Internet Engineering Task Force (IETF) F. Ellermann
Request for Comments: 5538 xyzzy
Category: Standards Track April 2010
The 'news' and 'nntp' URI Schemes
This memo specifies the 'news' and 'nntp' Uniform Resource Identifier
(URI) schemes that were originally defined in RFC 1738. The purpose
of this document is to allow RFC 1738 to be made obsolete while
keeping the information about these schemes on the Standards Track.
Status of This Memo
This is an Internet Standards Track document.
This document is a product of the Internet Engineering Task Force
(IETF). It represents the consensus of the IETF community. It has
received public review and has been approved for publication by the
Internet Engineering Steering Group (IESG). Further information on
Internet Standards is available in Section 2 of RFC 5741.
Information about the current status of this document, any errata,
and how to provide feedback on it may be obtained at
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The first definition for many URI schemes appears in [RFC1738]. This
memo extracts the 'news' and 'nntp' URI schemes from it to allow that
material to remain on the Standards Track if [RFC1738] is moved to
"historic" status. It belongs to a series of similar documents like
[RFC4156], [RFC4157], [RFC4248], and [RFC4266], which are discussed
on the <mailto:firstname.lastname@example.org> list.
The definitions for the 'news' and 'nntp' URI schemes given here are
updates from [RFC1738] based on modern usage of these schemes. This
memo intentionally limits its description of the 'news' URI scheme to
essential features supposed to work with "any browser" and Network
News Transfer Protocol (NNTP) server.
[RFC3986] specifies how to define schemes for URIs; it also explains
the term "Uniform Resource Locator" (URL). The Network News Transfer
Protocol (NNTP) is specified in [RFC3977]. The Netnews Article
Format is defined in [RFC5536].
The key word "MUST" in this memo is to be interpreted as described in
[RFC2119]. UTF-8 is specified in [RFC3629]. The syntax uses the
ABNF defined in [RFC5234].
The 'news' and 'nntp' URI schemes identify resources on an NNTP
server, individual articles, individual newsgroups, or sets of
User agents like Web browsers supporting these schemes use the NNTP
protocol to access the corresponding resources. The details of how
they do this, e.g., employing a separate or integrated newsreader,
depend on the implementation. The default <port> associated with
NNTP in [RFC3977] is 119.
2.1. 'nntp' URIs
The 'nntp' URI scheme identifies articles in a newsgroup on a
specific NNTP server. In [RFC3986] terminology, this means that
'nntp' URIs have a non-empty <authority> component; there is no
default <host> as for the 'file' or 'news' URI schemes.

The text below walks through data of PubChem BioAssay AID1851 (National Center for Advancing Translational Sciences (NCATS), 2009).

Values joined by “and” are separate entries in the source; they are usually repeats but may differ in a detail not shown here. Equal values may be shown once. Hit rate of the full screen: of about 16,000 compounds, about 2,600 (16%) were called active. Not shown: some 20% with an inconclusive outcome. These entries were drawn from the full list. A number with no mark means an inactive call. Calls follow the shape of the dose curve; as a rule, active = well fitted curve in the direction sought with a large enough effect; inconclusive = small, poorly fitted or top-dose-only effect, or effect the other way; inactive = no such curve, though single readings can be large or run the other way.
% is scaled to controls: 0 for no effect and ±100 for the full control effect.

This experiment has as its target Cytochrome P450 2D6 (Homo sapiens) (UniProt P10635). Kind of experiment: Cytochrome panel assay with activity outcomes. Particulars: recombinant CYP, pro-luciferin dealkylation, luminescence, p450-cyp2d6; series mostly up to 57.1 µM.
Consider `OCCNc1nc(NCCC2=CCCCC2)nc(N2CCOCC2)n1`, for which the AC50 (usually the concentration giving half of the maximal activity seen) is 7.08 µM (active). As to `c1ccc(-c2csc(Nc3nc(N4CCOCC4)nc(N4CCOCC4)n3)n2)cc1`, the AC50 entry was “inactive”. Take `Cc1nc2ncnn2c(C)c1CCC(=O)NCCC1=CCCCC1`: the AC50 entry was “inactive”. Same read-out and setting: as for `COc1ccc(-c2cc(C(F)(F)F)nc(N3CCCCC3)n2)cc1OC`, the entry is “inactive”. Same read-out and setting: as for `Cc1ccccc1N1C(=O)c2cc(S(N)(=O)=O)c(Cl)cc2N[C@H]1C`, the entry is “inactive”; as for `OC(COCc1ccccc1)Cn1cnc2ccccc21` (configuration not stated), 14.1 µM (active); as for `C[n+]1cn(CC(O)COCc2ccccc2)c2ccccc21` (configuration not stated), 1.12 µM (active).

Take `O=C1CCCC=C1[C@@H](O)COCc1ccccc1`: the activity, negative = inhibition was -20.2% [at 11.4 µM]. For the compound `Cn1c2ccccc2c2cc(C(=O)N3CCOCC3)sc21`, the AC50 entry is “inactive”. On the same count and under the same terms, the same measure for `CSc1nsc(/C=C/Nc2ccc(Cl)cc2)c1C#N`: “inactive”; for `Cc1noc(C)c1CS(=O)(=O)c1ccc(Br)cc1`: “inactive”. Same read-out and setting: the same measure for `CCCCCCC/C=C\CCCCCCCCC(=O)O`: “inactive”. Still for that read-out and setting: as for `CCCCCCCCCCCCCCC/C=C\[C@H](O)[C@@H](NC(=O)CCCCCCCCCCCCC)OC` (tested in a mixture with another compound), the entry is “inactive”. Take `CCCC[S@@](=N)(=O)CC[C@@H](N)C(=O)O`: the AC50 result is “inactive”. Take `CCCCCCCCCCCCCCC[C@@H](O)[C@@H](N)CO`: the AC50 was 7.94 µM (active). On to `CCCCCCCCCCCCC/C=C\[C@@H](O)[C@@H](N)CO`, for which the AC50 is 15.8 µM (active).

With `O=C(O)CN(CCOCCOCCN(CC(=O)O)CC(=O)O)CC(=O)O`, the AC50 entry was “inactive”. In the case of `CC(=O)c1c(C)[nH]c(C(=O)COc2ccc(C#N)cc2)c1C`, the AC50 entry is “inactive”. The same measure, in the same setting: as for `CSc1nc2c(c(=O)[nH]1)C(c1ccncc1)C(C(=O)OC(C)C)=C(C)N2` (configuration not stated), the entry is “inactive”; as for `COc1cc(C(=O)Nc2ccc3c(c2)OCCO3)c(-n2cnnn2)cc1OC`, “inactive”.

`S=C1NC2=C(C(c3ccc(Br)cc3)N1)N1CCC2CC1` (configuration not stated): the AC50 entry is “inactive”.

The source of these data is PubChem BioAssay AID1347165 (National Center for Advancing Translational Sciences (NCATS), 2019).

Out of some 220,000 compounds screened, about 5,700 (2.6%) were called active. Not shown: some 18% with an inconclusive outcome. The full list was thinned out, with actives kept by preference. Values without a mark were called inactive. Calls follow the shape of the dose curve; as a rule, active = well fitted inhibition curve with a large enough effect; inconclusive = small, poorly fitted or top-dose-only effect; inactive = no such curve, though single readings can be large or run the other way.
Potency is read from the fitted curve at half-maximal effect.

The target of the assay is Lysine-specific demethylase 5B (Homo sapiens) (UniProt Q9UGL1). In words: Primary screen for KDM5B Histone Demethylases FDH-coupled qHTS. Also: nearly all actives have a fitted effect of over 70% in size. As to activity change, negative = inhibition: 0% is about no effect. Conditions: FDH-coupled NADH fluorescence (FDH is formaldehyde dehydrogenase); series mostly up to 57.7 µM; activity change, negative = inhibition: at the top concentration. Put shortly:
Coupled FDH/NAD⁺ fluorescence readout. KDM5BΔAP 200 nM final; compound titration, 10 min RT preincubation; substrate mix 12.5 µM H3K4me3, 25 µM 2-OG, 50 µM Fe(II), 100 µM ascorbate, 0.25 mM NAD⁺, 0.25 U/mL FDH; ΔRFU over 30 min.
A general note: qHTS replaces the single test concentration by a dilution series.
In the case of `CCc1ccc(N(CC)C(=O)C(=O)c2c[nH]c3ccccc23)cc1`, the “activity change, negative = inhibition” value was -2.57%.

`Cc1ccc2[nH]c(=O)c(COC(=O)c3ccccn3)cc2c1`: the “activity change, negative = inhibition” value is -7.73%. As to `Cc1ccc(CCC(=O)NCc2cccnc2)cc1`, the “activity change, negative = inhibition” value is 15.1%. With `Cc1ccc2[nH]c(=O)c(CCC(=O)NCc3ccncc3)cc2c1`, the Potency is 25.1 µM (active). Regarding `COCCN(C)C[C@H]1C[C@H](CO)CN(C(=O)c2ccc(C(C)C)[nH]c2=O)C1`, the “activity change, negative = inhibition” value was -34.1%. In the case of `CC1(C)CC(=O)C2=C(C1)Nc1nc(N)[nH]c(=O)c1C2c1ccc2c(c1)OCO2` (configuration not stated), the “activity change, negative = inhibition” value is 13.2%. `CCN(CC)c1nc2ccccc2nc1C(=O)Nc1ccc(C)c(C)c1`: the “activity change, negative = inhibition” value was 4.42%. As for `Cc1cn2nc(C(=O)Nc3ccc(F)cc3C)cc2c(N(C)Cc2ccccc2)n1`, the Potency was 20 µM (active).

Netnews is typically distributed among several news servers, using
the same newsgroup names but local article numbers. An article
available as number 10 in group "example" on server
"news.example.com" has most likely a different number on any other
server where the same article is still available. Users allowed to
read and post articles on "their" server may not be allowed to access
articles on an "arbitrary" server specified in an 'nntp' URI.
For these reasons, the use of the 'nntp' URI scheme is limited, and
it is less widely supported by user agents than the similar 'news'
2.2. 'news' URIs
The 'news' URI scheme identifies articles by their worldwide unique
"Message-ID", independent of the server and the newsgroup.
Newsreaders support access to articles by their "Message-ID", without
the overhead of a URI scheme. In simple cases, they do this directly
as an NNTP client of a default or currently used server as configured
by the user. More general user agents use the 'news' URI scheme to
distinguish "Message-IDs" from similar constructs such as other URI
schemes in contexts such as a plain text message body.
The 'news' URI scheme also allows the identification of newsgroups or
sets of newsgroups independent of a specific server. For Netnews, a
group "example" has the same name on any server carrying this group,
exotic cases involving gateways notwithstanding. To distinguish
"Message-IDs" and newsgroup names, the 'news' URI scheme relies on
the "@" between local part (left-hand side) and domain part (right-
hand side) of "Message-IDs".
[RFC1738] offered only one wildcard for sets of newsgroups in 'news'
URIs, a "*" used to refer to "all available newsgroups". In common
practice, this was extended to varying degrees by different user
agents. An NNTP extension known as <wildmat>, specified in [RFC2980]
and now part of the base NNTP specification, allows pattern matching